Clinging to the western fringes of Ireland is a long ribbon of road, the Wild Atlantic Way. You drive it to find adventure, and the adventure is the drive. Twenty-six hundred kilometres alongside windswept beaches, on the edge of the highest sea cliffs in Europe. Wild describes the Atlantic in a storm and the ride along its edge. From Malin Head in the North to Kinsale in the South, nature in all its forms is on display, interspersed with tiny islands, lighthouses and villages. End a day’s drive in a local village pub with rousing Irish music.
In a sporty car, my husband and I tackled the Southern section from Kinsale to Tralee, following the three western peninsulas: Dingle, Beara, Iveragh, including the famed Ring of Kerry drive, which encircles Beara.
The Irish are unusually warm, maybe because Ireland has had to receive more than its share of sea travellers, going back thousands of years. The regional dialect is Gaelic from its first inhabitants, and all signs are in Gaelic and English: Please slow down is “Tóg Bog E”—used in casual conversation to mean “take it easy”.
Spoiler alert; in some areas, the charming Irish accent mixed with quick talking can be entertaining but undecipherable. The names of the villages would be ideal in a hip hop beat or a children’s story; Incheydoney, Skibbereen, Bayylydehob, Sneem, Clonakilty, Parknasilla, Tahilla and Tralee. In Gaelic form, all of them are steeped in history.
Get off the main roads, because the real Irish life is in the small villages. From the map, it is impossible to gauge the steepness of the hills, where the backroads twist and turn in precipitous coils around huge rocks or race down towards the sea. Villages are few and far between. Instead, the rocky, landscape is defined by a web of stone walls, isolated farmhouses, and the mantle of history. A ruined 1500’s monastery is ‘recent’ when compared to stone beehive huts built in 2000 BCE. Slea Head Drive on the Dingle Peninsula boasts excellent sea views on one side of the road and, on the other, Irish famine cottages, Dunbeg Fort and a cluster ancient beehive huts. Round and domed, no mortar was used to assemble the huts using local stones, each angled downward and outward to shed the frequent rains. The small site was inhabited from ancient times to 1200 AD.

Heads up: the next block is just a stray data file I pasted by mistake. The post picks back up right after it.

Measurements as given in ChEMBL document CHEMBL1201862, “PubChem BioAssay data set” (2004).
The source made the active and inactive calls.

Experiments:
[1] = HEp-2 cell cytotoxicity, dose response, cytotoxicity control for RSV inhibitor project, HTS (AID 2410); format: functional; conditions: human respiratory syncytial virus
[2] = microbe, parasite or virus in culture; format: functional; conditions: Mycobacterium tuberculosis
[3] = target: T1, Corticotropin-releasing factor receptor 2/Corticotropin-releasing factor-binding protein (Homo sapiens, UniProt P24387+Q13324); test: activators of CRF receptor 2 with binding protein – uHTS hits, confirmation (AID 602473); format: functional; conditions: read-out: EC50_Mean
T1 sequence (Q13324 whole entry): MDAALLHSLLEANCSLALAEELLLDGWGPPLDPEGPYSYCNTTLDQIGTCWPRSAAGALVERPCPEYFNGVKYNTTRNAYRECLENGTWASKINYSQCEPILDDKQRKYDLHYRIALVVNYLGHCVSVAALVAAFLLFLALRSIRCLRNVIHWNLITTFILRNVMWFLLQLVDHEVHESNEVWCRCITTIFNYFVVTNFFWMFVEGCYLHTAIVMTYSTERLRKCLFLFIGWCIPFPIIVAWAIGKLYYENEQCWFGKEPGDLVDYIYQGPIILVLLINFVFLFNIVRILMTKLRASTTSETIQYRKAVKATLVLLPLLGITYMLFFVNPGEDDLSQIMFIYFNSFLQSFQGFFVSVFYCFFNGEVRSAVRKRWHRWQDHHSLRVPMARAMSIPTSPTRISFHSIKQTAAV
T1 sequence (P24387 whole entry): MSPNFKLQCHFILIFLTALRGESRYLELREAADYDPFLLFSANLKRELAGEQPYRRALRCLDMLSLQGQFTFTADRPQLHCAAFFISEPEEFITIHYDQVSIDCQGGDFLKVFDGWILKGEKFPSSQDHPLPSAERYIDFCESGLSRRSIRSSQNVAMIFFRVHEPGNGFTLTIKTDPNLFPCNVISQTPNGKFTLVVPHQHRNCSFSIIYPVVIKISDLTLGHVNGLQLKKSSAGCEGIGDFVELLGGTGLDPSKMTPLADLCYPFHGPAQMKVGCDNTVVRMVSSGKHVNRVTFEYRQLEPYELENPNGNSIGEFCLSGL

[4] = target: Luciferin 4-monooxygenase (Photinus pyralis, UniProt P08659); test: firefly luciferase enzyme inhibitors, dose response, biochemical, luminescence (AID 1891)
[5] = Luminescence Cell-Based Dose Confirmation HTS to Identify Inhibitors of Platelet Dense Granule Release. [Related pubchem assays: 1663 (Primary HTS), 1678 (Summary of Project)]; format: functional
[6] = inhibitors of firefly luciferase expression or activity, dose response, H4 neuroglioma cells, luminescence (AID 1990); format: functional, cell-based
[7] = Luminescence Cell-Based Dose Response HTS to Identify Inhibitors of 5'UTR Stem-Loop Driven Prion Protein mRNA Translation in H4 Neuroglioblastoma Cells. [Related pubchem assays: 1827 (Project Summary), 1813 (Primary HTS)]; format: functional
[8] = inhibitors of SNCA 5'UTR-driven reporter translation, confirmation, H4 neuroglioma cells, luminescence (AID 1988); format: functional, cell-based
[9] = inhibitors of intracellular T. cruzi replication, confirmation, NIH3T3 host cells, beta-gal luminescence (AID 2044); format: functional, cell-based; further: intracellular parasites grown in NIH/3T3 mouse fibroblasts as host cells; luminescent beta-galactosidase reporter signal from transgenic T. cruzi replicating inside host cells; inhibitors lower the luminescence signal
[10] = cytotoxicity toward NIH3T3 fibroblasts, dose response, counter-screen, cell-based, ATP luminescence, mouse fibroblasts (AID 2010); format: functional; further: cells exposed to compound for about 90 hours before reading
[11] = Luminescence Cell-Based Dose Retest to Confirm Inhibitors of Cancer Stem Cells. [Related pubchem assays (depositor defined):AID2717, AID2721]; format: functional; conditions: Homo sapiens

Inland, the town of Killarney is a perfect base for exploring the Ring of Kerry. Killarney itself makes it easy to enjoy nature, to be laid back or active. There are leisurely strolls, challenging hikes, cycling and boat rentals.
Setting out on the Ring of Kerry there are small towns edged with vibrantly coloured houses and market stalls selling everything from roasted coffee to clothing. Towards the coast, the landscape shifts to treed peaks, lush greenery, and enormous rocks dotted with pristine white cottages. The mountain chain called MacGillycuddy’s Reeks looms majestically through trees on the drive out of Killarney with the highest mountain measuring 3400 feet. At the side of the main road, there was a peat bog farm accounting for the rich scent of peat that trailed behind us as we drove. For the moderate walker, there are clearly marked walking routes, including the Kerry Way, the Republic’s longest walkway.
Driving along the north coast of Iveragh, there are spectacular mountain stages that overlook the expanse of Dingle Bay, one body of water a brilliant turquoise and the other a deep bottle green. The points overlooking Dingle Bay have shallow water attracting lots of birds and birdwatchers. Use of the local slate mine is evident in picnic areas edged by slate slabs and feature picnic tables built entirely out of slate, making them theft proof.
Caharsiveen, the capital of the Iveragh Peninsula overlooks Valentia Island and harbour. We wanted to see Geokaun mountain and the Fogher cliffs on Valentia. There’s a ferry from Caharsiveen, but we took the bridge at Port Magee, the first ever winner of the National tourism award, partly because of its brightly painted houses.
At the highest point of Valentia Island, we stood on the edge of the Fogher cliffs towering above the Atlantic Ocean with one of the most beautiful views I have ever experienced. There are views of all of Valentia island, the Skellig islands, the Blaskets and Dingle. The sea was bluer than I had ever seen and the cliff edges were jagged like shards of broken glass. Seaspray filled the air with bracing freshness, and it felt like the ocean was engulfing me. Lookouts at various elevations, all have take-your-breath-away views. Information panels at each lookout give a detailed overview of the history, mythology, plant life and wildlife.